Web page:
Osienski marijuana

Marijuana legalization bill passes House, sent to Senate

Sam HautGovernment, Headlines

Osienski marijuana

Rep. Ed. Osienski, speaking, successfully led his marijuana legalization bill out of the House of Representatives. Photo by Sam Haut.

The Delaware House of Representatives on Tuesday once again sent a bill to legalize the use of marijuana in the First State to the Senate, this time on a 28 to 13 vote.

House Bill 1 is sponsored yet again by Rep. Edward Osienski, D-Newark, who managed to get a similar bill passed last year, only to see it vetoed by Gov. John Carney and then fail to get enough House votes to override the veto.

The bill is part of a two part package. House Bill 2 – HA 1 would create a pot-growing and selling industry in Delaware.

Osienski has said that he hopes the growing public demand for decriminalization will help encourage Carney to sign the measure into law.

House Bill 1 would remove all penalties for possession of a personal use quantity of marijuana, except for those who are under 21. A personal use quantity would be defined as one ounce or less of leaf marijuana, 12 grams or less of concentrated cannabis, or cannabis products containing 750 milligrams or less of delta-9-tetrahydrocannabinol. 

Under current state law, the possession of one ounce or less of marijuana by a person 21 years of age and older carries a civil penalty of $100. That provision would be eliminated under HB 1. Possession, use or consumption of recreational marijuana by anyone under 21 would still result in a civil penalty. 

Several Republican reps questioned the wisdom of the move.

Marijuana use questions

Rep. Ruth Briggs King, R-Georgetown, asked Osienski about the impact that marijuana has on infants and fetuses.

Osienski said that there are around 88,000 deaths per year due to alcohol but none associated with marijuana. Use among children in high school decreased from 2020 to 2021.

Briggs King pointed out that use of cannabis is associated with an increased risk of car accidents and that there’s a danger of kids eating cannabis gummies because they look like candy.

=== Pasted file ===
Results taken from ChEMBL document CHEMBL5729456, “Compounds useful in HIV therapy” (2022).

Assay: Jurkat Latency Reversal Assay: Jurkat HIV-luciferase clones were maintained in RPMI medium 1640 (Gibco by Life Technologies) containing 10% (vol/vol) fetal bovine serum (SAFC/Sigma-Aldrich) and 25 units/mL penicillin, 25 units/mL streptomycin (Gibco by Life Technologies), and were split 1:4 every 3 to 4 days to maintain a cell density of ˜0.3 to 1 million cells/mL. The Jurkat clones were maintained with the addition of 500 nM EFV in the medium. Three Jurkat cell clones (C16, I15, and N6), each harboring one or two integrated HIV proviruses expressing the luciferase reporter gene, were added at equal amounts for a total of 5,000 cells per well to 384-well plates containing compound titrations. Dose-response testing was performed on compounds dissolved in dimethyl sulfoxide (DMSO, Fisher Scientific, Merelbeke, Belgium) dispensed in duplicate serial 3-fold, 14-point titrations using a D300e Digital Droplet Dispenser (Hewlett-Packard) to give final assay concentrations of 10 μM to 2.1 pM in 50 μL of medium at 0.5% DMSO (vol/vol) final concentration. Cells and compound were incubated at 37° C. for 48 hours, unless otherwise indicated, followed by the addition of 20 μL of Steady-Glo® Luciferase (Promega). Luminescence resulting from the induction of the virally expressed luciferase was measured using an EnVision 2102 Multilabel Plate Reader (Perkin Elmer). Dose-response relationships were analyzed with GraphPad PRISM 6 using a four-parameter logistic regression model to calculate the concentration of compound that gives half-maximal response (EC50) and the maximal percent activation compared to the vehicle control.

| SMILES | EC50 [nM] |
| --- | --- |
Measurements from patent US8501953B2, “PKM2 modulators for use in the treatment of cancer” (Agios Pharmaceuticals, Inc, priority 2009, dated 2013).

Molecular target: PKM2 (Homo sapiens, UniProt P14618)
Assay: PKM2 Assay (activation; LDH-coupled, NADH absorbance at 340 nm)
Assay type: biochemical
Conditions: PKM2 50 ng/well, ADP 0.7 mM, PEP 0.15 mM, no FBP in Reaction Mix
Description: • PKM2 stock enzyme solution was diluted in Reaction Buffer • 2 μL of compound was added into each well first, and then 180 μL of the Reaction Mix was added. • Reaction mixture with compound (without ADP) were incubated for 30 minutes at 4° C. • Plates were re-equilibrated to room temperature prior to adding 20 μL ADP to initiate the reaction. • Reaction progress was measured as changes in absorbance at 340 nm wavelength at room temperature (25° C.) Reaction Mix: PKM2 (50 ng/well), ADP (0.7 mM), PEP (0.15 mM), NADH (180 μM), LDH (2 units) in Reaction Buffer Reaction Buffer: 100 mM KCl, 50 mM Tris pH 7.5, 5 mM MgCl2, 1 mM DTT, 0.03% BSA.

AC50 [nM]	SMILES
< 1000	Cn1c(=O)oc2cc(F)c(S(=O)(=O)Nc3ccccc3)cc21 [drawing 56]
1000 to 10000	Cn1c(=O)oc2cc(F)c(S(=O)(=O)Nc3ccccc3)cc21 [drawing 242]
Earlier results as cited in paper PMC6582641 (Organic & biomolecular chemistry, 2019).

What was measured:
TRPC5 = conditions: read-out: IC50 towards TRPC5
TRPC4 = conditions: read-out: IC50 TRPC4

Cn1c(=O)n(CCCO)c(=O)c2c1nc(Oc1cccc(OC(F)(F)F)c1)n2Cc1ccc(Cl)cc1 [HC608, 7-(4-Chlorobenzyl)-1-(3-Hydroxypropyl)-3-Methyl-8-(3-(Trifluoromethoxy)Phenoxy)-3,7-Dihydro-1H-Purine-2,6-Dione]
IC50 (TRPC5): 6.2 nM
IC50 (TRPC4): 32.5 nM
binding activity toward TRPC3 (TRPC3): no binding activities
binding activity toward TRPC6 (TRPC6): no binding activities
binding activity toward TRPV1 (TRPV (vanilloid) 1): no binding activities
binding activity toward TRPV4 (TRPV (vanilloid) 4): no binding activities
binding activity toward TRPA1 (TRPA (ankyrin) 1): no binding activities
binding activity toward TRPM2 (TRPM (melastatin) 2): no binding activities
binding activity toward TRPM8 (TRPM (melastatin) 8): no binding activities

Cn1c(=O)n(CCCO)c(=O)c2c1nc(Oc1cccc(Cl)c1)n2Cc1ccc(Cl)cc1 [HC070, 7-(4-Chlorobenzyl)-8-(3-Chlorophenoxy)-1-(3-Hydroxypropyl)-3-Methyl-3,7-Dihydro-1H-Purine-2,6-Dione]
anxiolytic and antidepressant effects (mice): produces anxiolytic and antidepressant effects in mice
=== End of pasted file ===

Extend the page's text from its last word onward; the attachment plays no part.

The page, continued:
Rep. Jeff Hilovsky, R-Millsboro, said that the bill would lead to increased costs for police and that more people could be disqualified from drug tests.

Osienski answered that many members of law enforcement already have some experience in the specific kind of marijuana testing that would be required. He points out hat legalizing marijuana will free up around 12,000 civil charges that the state would otherwise have to investigate and prosecute. 

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Richard Henderson, former President of the Medical Society of Delaware testified that he had concerns about the bill because of the lack of studies done on the impact of marijuana on the development of children.

Henderson said that the concentration of THC in marijuana today is three times what it was 30 years ago and that three longitudinal studies show that marijuana use has a detrimental impact on brain development.

Osienski asked Henderson what level of exposure would lead to the type of brain damage mentioned in the studies and Henderson said he isn’t sure.

Helping propel House Bill 1 out of the House were Rep. William Bush, D-Cheswold, who voted against the bill in 2022 but voted for it this time around,, and Rep. Stephanie Bolden, D-Wilmington, who had been absent during voting in 2022, but voted yes Tuesday.

Also voting yes were House Minority Leader Mike Ramone, R–Pike Creek; Rep. Jeffrey Spiegelman, R-Clayton; and Rep. Mike Smith, R-Pike Creek.

Osienski’s House Bill 2, which would implement taxes on marijuana, similar to those placed on alcohol. The bill’s fiscal note said creating a marijuana industry would cost $1,905,279 annually with a one- time cost of $848,571.

Creating the industry is expected to bring millions in taxes into the state, Osienski has said.

The bill has been assigned to the Senate’s Health and Social Services Committee

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